trailing zeros is eliminated. For example, 1300 to four significant digits is written as 1.300x103,
while 1300 to two significant digits is written as 1.3x103.
To round to n significant digits:
If the first non-significant digit is a 5 followed by other non-zero digits, round up the last significant
digit (away from zero). For example, 1.2459 as the result of a calculation or measurement that
only allows for 3 significant digits should be written 1.25.
If the first non-significant digit is a 5 not followed by any other digits or followed only by zeros,
rounding requires a tie-breaking rule. For example, to round 1.25 to 2 significant digits, Round
half up rounds up to 1.3, while Round half to even rounds to the nearest even number 1.2.

Replace any non-significant digits by zeros.

For multiplication and division, the result should have as many significant digits as the measured
number with the smallest number of significant digits.
For addition and subtraction, the result should have as many decimal places as the measured
number with the smallest number of decimal places.
In a logarithm, the numbers to the right of the decimal point is called the mantissa and the number
of significant figures must be the same as the number of digits in the mantissa. When taking
antilogarithms, the resulting number should have as many significant figures as the mantissa in
the logarithm.
When performing a calculation, do not follow these guidelines for intermediate results; keep as
many digits as is practical to avoid rounding errors.
Adding Significant Figures
In adding significant figures only similar units that are written to the same number of decimal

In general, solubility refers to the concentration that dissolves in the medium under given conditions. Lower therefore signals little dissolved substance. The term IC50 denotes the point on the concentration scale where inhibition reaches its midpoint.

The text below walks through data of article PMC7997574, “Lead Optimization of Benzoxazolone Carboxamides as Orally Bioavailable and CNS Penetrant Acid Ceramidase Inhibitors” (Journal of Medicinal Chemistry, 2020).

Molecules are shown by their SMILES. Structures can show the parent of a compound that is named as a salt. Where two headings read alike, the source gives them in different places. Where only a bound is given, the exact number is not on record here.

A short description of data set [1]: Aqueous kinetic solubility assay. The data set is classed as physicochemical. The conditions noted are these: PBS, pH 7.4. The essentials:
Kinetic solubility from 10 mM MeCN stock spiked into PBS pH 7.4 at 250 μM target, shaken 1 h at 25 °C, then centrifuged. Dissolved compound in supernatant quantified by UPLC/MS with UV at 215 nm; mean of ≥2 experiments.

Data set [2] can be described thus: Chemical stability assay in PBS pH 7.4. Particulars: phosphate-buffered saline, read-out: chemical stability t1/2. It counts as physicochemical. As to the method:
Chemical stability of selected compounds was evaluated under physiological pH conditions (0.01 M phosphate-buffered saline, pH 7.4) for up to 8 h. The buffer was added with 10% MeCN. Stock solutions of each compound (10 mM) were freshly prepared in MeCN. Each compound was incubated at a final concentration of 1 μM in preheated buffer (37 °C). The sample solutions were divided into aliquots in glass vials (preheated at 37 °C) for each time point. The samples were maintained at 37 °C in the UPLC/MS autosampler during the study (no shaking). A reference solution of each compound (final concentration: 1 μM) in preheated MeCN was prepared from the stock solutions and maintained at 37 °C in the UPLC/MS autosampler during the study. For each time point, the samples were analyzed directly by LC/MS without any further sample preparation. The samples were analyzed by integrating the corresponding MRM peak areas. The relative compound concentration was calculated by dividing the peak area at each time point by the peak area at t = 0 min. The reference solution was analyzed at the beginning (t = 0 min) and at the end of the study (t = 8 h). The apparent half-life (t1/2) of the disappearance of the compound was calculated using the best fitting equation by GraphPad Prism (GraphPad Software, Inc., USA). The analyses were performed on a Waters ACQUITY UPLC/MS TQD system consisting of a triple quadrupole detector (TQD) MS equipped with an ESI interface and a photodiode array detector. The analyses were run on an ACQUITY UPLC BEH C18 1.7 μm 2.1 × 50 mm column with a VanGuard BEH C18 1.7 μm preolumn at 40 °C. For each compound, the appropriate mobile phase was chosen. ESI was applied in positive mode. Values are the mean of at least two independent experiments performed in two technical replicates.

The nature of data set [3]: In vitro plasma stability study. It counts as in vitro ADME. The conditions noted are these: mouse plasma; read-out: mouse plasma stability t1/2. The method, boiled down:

places may be added. Also, the number with the fewest number of decimal places,and not
necessarily the fewest number of significant figures, places a limit on the number that the sum
can justifiably carry.
When adding significant figures (including negative numbers), the rule is that the least accurate
number will determine the number reported as the sum. In other words, the number of significant
figures reported in the sum cannot be greater than the least significant figure in the group being

Example 1 :- Add the following numbers
446mm + 185.22cm + 18.9m.

Solution :-
First convert the quantities to similar units, which in this case is the mater (second row below).
Next, choose the least accurate number, which s 18.9. It has only one number to the right of the
decimal so the other two values will have to be rounded off (third row below).
Converted values
Answer = 0.4 + 1.8 + 18.9 = 21.1m
Example 2 :- Add 5.80 and 3
Solution :-
3 +
We can round off the answer as 9. Therefore, 5.80 + 3 = 9
Examples on Subtracting Significant Figures
Given below are some examples on subtracting significant figures.
Example 1 :-

Subtract :- 31.2 - 5.56

Solution :-
- 5.56
So, 31.2 - 5.56 = 25.64
Example 2 :-
Subtract :- 72.2 - 3.56
Solution :-
- 3.56
So, 72.2 - 3.56 = 68.64
Multiplying Significant Figures
In multiplication the following rules should be used to determine the number of significant figures.
* The product or quotient should contain the number of significant digits that are contained in the
number with the fewest significant digits.
* The number of significant digits in a product or quotient is the same as that in the least

significant of the values used to calculate the product or quotient.
Examples on Multiplying Significant Figures

Given below are some examples that explains multiplication of significant figures.

Thank You

Document Outline

  • ﾿
  • ﾿